Cooking Beans – The Easy Way.

IMG_1770.JPG


Beans are a very important part of micronutrient dense eating. Dr Fuhrman recommends eating at least 1/2-1 cup of cooked beans per day. Beans have many important Phytochemicals. In addition, only half of the calories in beans are bioavailable. Some people get digestive gas from eating beans. Typically this is because they don’t have digestive enzymes in their stomach to help digest beans. One way to build up the enzymes to digest beans is to eat 1 or 2 tablespoons of cooked beans a day, gradually increasing to ½-1 cup a day (minimum). 

Making your own beans can be easy. You will save money, eat more beans and avoid the challenges of store bought beans (BPA lined cans and added salt). Plus – freshly cooked beans are delicious. 

My favorite bean cooking method…

Here is the easiest way I have found to have beans on hand. It requires an electric pressure cooker (which has other excellent uses). I like the Instapot electric pressure cooker because it isn’t lined with a non-stick lining. 

Sort through beans, especially removing any rocks.  Rinse beans under running water.  Place beans in an electric pressure cooker – add 3 cups of water for each cup of dried uncooked beans. (I typically cook 2 or 3 cups dried beans per batch. Cooked beans will stay fresh in the refrigerator for about 4 days.  It is also easy freeze cooked beans in 1 or 2 cup containers). Set pressure cooker for 50 minutes. In this method you do not need to soak the beans. The electric pressure cooker allows you to set the cooking time and it turns off automatically. 

If you soak beans over night, you can cook them in the pressure cooker in 12 minutes.  (I typically don’t bother with soaking.)

Stovetop pressure cooker – (if you don’t have an electric pressure cooker) – The proportions are the same as with an electric pressure cooker (3 cups of water for each cup of dried uncooked beans). After placing the beans and water in the pot, cover and secure the lid. Once the pot heats up to high pressure, you will hear a whistle sound. Then, reduce heat to low and cook beans for 50 minutes. Once the 50 minutes is over, turn off the heat and let the pot cool down on its own.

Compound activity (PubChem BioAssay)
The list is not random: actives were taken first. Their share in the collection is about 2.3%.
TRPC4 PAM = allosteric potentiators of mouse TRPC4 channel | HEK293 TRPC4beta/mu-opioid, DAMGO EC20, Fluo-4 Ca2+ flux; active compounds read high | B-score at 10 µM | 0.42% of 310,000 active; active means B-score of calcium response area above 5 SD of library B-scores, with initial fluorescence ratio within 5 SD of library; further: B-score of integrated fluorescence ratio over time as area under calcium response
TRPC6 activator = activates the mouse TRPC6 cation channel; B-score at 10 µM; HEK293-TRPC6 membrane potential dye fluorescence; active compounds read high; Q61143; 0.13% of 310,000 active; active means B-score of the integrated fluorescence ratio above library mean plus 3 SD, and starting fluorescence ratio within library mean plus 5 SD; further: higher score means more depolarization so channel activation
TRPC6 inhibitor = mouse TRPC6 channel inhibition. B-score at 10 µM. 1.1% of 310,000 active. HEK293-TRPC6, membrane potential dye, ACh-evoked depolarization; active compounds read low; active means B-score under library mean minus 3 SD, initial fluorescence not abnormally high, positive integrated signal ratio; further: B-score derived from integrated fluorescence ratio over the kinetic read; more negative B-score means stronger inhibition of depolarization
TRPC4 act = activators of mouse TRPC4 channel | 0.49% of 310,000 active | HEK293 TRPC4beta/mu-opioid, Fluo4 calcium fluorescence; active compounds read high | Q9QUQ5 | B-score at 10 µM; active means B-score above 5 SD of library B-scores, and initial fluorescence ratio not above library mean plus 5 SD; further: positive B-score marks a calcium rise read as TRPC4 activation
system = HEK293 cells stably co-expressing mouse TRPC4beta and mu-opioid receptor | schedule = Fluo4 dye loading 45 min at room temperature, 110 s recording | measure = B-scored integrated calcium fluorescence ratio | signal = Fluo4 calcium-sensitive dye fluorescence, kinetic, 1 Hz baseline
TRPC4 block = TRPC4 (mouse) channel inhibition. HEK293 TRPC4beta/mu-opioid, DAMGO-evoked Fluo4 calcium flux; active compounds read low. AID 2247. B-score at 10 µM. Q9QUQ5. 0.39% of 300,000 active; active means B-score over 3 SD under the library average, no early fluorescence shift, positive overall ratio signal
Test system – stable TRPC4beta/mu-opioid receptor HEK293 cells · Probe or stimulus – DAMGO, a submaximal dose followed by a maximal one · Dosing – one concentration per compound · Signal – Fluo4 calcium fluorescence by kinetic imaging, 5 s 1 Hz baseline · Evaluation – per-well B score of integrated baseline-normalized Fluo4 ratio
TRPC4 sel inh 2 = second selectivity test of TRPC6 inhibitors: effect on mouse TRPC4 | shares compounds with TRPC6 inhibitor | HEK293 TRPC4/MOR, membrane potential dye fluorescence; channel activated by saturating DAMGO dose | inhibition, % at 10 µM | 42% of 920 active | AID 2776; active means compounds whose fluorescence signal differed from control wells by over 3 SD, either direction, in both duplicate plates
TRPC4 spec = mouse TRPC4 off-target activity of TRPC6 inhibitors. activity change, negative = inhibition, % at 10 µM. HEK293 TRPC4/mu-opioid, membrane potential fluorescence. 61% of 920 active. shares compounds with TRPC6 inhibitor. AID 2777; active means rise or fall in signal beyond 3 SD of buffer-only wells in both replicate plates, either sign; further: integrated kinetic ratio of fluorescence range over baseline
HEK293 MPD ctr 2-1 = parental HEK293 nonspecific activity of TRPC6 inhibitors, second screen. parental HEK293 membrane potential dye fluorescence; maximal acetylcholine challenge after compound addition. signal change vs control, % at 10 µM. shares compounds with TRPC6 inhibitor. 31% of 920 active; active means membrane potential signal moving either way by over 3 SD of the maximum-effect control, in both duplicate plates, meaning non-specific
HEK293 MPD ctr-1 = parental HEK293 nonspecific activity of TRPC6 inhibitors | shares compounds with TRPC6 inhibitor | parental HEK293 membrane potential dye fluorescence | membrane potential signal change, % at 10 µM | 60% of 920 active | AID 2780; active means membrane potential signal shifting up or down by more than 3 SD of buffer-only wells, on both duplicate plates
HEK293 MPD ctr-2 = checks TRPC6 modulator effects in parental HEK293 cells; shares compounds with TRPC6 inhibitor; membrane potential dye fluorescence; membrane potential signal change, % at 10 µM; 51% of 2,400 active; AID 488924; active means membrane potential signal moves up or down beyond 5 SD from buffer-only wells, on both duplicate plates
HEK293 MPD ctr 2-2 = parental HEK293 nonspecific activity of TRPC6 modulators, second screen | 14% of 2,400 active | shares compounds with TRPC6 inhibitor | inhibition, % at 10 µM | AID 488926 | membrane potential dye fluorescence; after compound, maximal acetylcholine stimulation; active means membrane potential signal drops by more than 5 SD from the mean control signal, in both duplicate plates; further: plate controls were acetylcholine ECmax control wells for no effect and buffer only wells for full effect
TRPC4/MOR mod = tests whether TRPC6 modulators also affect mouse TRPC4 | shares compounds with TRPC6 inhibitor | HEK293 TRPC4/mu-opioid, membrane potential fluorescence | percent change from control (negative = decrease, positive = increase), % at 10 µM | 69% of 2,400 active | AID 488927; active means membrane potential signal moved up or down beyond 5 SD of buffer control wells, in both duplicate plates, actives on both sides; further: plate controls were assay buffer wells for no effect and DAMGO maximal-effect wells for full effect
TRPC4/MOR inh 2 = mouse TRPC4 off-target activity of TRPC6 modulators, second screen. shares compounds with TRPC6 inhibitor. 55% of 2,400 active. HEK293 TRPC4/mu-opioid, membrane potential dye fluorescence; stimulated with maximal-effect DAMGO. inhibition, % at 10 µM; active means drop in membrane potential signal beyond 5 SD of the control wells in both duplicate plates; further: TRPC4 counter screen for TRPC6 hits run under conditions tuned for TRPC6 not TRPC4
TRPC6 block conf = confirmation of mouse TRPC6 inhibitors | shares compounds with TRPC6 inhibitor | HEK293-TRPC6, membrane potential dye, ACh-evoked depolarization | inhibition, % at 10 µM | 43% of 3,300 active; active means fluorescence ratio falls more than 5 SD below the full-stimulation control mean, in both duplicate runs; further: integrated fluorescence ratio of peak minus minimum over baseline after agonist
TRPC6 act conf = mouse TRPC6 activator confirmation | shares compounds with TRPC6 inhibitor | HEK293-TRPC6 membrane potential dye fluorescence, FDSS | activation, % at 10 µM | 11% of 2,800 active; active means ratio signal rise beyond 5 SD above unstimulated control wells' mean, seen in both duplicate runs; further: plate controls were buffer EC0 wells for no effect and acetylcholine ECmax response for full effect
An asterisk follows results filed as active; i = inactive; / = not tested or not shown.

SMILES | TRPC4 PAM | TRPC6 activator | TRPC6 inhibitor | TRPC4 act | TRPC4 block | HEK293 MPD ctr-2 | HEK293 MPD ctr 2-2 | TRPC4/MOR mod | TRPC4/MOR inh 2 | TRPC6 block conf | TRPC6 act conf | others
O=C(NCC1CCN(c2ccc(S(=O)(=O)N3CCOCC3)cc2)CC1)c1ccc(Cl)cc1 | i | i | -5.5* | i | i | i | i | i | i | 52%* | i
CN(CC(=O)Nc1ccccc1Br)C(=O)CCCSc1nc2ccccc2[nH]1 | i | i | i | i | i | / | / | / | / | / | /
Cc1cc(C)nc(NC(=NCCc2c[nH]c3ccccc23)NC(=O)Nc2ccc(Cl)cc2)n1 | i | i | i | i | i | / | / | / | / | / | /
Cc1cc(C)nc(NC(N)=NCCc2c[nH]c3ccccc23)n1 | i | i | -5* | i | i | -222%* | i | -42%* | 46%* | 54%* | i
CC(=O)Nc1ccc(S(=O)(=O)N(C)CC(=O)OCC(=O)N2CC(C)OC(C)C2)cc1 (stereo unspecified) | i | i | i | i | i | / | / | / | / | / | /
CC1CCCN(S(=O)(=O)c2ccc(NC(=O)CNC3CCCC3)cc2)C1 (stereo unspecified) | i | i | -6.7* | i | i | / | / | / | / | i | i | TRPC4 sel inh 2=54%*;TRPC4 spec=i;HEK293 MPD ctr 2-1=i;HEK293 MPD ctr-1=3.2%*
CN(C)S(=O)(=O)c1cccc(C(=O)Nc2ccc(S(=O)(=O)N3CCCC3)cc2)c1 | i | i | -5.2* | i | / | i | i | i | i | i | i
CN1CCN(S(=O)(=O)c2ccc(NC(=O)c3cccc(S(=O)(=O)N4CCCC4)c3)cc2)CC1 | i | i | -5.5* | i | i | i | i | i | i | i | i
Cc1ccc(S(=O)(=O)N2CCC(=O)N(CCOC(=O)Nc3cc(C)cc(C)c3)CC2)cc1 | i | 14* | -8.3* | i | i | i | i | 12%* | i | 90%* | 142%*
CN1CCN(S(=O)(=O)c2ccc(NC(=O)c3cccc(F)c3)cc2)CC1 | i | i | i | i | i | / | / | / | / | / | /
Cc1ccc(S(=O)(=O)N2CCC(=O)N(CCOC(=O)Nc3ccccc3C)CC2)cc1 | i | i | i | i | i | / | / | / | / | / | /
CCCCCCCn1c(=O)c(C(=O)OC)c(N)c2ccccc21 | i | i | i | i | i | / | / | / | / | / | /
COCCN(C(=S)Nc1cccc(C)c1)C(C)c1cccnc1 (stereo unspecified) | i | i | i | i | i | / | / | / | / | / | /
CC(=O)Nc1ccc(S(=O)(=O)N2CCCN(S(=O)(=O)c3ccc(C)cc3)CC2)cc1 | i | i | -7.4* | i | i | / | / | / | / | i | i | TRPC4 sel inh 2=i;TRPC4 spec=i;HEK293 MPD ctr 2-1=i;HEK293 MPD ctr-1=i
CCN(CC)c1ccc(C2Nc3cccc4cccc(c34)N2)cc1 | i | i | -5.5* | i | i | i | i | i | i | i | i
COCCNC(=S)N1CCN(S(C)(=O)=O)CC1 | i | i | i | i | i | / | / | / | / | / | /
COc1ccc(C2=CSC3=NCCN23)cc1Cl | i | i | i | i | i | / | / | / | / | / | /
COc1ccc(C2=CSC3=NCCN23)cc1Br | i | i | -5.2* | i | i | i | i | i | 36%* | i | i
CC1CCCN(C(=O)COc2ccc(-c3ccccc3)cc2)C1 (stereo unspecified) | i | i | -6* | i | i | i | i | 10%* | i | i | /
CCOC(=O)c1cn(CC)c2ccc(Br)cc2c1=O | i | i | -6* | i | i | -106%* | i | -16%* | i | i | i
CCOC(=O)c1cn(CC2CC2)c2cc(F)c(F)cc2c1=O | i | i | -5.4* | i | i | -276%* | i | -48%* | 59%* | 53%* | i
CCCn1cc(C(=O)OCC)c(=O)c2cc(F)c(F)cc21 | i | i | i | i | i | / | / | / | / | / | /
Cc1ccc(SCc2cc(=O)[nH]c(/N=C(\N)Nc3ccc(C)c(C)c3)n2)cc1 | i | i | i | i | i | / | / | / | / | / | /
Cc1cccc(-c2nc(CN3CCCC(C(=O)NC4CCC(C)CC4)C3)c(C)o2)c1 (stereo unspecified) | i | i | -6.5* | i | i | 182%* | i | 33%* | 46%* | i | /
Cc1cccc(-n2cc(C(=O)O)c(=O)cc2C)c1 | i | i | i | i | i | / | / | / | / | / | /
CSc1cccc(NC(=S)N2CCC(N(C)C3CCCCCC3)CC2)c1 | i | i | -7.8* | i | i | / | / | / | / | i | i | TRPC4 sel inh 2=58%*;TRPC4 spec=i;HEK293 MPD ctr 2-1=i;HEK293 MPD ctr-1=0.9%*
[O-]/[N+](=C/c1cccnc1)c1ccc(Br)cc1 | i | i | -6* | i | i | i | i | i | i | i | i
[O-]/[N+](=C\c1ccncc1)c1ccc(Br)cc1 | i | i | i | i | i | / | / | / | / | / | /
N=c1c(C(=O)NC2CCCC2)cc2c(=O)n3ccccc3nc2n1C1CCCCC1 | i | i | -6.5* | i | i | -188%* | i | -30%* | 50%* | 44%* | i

Other Bean Cooking Methods...

1) Rinse beans, then add water and soak beans overnight, rinse and then add water and cook them on the stove for 50 minutes.

2) Quick soak beans (boil them for 2 minutes and then turn off heat) let them soak for a few hours and then replace water and cook in a pressure cooker for 12 minutes. 

Keeping Beans on Hand...

I freeze beans I've cooked in glass containers. I also keep a stash of “canned” (actually boxed) beans on hand. I buy whole foods organic no salt beans in a range of varieties that are sold in tetra packs (foiled lined boxes). These beans are a healthy choice (canned beans are BPA lined). One down side is tetra packs can’t be recycled in San Francisco. Eden also makes organic unsalted beans in cans. 


Pressure Cooker Black Beans with Eggplant

Recipe modified from drfuhrman.com by Claudia Bullock

Ingredients:

2 cups dried black beans, soaked overnight

1 1/2 cups celery juice or water

1 1/2 cups water

1 teaspoon cumin

1 teaspoon oregano

3 garlic, crushed

1 small eggplant, peeled and cubed (about 2 1/4 cups)

4 ribs celery, chopped

2 cups finely chopped tomatoes

1/3 cup tomato paste

Instructions:

Combine black beans, celery juice, water, cumin, oregano and crushed garlic in pressure cooker. Start to heat as you prepare the eggplant and celery.


Add the celery and then the eggplant on top. Eggplant will not be fully submerged, and will stick up above the liquid. Lock lid into place, and bring to full pressure on high heat. Maintain pressure for 12 minutes, and then allow pressure to release naturally. When pressure has released, add the diced tomatoes and tomato paste.